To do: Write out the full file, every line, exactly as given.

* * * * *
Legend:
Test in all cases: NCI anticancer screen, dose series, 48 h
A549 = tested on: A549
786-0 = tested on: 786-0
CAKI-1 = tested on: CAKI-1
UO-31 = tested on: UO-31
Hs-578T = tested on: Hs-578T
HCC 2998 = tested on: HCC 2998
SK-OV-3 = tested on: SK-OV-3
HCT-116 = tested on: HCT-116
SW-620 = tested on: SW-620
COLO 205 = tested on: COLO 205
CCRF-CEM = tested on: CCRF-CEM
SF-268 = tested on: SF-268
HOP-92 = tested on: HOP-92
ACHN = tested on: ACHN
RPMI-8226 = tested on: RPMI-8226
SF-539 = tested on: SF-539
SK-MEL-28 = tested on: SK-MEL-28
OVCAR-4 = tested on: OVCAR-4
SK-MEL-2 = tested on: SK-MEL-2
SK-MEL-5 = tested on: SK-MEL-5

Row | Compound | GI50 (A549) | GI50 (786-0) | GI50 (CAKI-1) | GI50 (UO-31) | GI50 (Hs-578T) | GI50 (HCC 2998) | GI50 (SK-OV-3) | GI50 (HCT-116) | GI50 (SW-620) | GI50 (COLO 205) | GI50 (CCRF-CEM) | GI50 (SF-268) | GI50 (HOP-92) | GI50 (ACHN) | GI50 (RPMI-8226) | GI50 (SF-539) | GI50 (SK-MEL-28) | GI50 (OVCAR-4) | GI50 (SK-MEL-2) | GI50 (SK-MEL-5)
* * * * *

Legend:
Test in all cases: NCI anticancer screen, dose series, 48 h
A549 = tested on: A549
786-0 = tested on: 786-0
CAKI-1 = tested on: CAKI-1
UO-31 = tested on: UO-31
Hs-578T = tested on: Hs-578T
HCC 2998 = tested on: HCC 2998
SK-OV-3 = tested on: SK-OV-3
HCT-116 = tested on: HCT-116
SW-620 = tested on: SW-620
COLO 205 = tested on: COLO 205
CCRF-CEM = tested on: CCRF-CEM
SF-268 = tested on: SF-268
HOP-92 = tested on: HOP-92
ACHN = tested on: ACHN
RPMI-8226 = tested on: RPMI-8226
SF-539 = tested on: SF-539
SK-MEL-28 = tested on: SK-MEL-28
OVCAR-4 = tested on: OVCAR-4
SK-MEL-2 = tested on: SK-MEL-2
SK-MEL-5 = tested on: SK-MEL-5

Row | Compound | GI50 (A549) | GI50 (786-0) | GI50 (CAKI-1) | GI50 (UO-31) | GI50 (Hs-578T) | GI50 (HCC 2998) | GI50 (SK-OV-3) | GI50 (HCT-116) | GI50 (SW-620) | GI50 (COLO 205) | GI50 (CCRF-CEM) | GI50 (SF-268) | GI50 (HOP-92) | GI50 (ACHN) | GI50 (RPMI-8226) | GI50 (SF-539) | GI50 (SK-MEL-28) | GI50 (OVCAR-4) | GI50 (SK-MEL-2) | GI50 (SK-MEL-5)